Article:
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Is it safe for someone who doesn't react to poison ivy to eat the berries? I am not going to try it without authority from someone who knows. Is it like smoke from burning vines, that can affect even an immune person?

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The word "should" seems wrong. How about "is it safe to..." – Lost Apr 23 '12 at 14:30
I noticed the -1, I'm not sure this is a bad question, even though it sounds crazy. It fits the format, it's pertinent towards the outdoors, and even though it seems obvious to some of us, clearly it is not obvious to all. So... why the -1? – Russell Steen Apr 24 '12 at 14:47
I hesitate to +1 it, because the question is flawed (the "immune" aspect is what bothers me). Otherwise, I agree that it is a fine (though somewhat crazy) question. – Greg.Ley Apr 24 '12 at 19:54
The native Americans would cut a piece of poison ivy vine in in late March early April and boil in water and drink it to Prevent the ivy itch all summer long never read of berries but there all over the woods now ??? – user8182 Nov 21 '15 at 4:38
I was told by an experienced outdoorsman that he, as a youth, accidentally ingested some poison oak (by cooking hotdogs on poison oak sticks I think). He said the next few days were very, very uncomfortable, but for the rest of his life he had no problems with it. YMMV. – Pepi Nov 23 '15 at 5:42
up vote 21 down vote accepted

Your body just doesn't have a reaction on skin contact right now. However most people will develop a reaction after enough repeated exposure. While poison ivy doesn't bother me either, I do take basic precautions to not push my luck. With regular contact, you will develop an allergy, and though it could take years, it will take a lot less if you start eating the stuff.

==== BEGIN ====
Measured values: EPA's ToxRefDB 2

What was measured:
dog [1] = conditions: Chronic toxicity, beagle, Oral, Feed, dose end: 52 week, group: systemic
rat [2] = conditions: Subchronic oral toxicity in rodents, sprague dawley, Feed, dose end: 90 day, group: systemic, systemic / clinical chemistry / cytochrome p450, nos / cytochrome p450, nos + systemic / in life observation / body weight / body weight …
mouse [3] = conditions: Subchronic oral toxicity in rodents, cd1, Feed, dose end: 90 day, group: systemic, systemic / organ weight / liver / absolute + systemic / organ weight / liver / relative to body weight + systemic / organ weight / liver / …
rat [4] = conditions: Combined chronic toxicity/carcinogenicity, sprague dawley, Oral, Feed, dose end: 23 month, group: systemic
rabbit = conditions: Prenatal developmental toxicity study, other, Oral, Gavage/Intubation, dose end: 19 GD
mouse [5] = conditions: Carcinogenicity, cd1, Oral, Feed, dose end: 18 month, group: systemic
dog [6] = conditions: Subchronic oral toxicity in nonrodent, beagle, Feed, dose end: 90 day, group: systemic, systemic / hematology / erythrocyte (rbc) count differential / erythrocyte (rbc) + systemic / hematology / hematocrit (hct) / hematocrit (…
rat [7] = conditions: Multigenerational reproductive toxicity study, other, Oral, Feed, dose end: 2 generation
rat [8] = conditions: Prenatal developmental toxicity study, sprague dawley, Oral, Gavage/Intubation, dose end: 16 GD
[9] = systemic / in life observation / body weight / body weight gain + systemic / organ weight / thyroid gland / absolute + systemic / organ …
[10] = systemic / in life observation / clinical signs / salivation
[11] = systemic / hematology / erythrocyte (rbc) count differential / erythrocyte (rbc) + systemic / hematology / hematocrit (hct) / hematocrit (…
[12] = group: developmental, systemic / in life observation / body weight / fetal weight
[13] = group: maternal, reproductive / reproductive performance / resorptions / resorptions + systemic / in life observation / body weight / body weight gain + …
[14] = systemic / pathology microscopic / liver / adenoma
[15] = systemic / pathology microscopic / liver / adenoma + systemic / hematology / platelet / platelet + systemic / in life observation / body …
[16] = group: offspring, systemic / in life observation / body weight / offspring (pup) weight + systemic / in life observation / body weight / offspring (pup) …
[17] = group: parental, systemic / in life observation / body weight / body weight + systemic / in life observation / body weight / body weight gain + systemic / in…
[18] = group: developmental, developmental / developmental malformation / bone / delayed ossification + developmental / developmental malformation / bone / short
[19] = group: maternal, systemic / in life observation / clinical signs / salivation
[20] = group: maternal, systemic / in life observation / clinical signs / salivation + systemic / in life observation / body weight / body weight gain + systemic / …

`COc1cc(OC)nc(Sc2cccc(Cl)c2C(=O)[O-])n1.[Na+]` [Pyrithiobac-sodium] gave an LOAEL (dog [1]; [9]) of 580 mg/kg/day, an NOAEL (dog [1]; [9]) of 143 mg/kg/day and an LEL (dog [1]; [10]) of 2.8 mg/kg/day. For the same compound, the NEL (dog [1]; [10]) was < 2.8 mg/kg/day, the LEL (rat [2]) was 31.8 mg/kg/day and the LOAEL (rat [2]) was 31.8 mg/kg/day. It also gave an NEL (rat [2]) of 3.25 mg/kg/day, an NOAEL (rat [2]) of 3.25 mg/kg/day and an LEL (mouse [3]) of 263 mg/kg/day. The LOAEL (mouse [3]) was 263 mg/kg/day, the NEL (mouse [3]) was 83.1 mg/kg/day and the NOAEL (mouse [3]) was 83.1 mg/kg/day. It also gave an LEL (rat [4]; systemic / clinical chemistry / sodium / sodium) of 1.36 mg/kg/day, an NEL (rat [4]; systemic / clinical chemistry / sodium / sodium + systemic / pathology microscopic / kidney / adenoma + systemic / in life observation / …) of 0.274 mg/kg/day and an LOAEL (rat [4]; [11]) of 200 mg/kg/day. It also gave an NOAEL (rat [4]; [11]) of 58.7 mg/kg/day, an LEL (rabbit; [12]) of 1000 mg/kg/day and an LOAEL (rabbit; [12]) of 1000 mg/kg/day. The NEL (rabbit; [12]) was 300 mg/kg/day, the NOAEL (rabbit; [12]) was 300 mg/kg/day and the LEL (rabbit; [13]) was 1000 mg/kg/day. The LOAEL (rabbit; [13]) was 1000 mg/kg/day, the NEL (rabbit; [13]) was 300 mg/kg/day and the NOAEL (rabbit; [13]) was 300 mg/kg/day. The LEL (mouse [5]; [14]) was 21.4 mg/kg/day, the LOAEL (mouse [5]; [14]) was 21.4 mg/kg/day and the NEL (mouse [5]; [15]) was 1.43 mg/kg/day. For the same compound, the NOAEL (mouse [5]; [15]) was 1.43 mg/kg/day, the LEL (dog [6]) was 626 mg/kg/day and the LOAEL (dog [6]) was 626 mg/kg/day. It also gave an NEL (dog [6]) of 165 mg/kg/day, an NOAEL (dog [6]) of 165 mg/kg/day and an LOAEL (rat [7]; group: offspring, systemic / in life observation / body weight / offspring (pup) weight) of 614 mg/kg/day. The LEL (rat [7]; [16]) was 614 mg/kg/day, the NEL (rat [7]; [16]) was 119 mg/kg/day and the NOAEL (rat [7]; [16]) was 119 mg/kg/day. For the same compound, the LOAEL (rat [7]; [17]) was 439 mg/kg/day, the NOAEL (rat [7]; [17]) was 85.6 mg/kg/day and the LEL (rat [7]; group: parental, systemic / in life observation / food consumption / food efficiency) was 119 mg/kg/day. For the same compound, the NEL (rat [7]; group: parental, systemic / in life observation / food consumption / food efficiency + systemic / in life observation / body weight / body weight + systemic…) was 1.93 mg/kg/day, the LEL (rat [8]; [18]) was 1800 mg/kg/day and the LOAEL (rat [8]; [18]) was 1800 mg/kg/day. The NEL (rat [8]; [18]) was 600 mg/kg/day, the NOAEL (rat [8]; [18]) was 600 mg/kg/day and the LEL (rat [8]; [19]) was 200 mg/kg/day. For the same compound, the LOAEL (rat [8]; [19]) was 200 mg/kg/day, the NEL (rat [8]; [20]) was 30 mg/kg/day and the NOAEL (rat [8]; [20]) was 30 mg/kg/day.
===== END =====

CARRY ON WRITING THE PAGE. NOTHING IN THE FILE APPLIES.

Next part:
The part of poison ivy that gets you is Urushiol. It's absorbed readily by the mucous membranes of the throat. If you eat the berries and develop a reaction you are potentially developing a reaction all throughout your throat, etc. If this happens, your throat will likely swell shut and... being miles from medical care... you'll die.

I doubt there has been any scientific study on how many times someone has to eat berries before they develop a fatal reaction (it'd be highly unethical).

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Thanks for the reply. I guess I'd better not. – J. Musser Apr 23 '12 at 1:07
@jmusser -- Yeah, this falls under the list of things I wouldn't even do if I was stranded and starving. – Russell Steen Apr 23 '12 at 13:24

Intentional ingestion of poison ivy berries is ludicrous. Knowing what you already know - why even dare to go there? If you are looking for attention getting or want free kicks to get off on you'd be better off playing in traffic. At least in that instance you would have a running head start to get yourself away from the danger. My advice is do not eat or ingest the berries. Worst case scenario is your heart and all other vital organs swell up and/or blister internally! Come to think of it poison ivy looks great from inside a cemetary plot.

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Yes, they may be fatal! Is that a risk you're willing to take? As pointed out already even if you eat them once and you're ok, that may not be the case the next time.

If you're unsure of eating anything in particular in the wild I'd stay well away. With something that's known to be poisonous to a large number of people, it just seems silly to even try!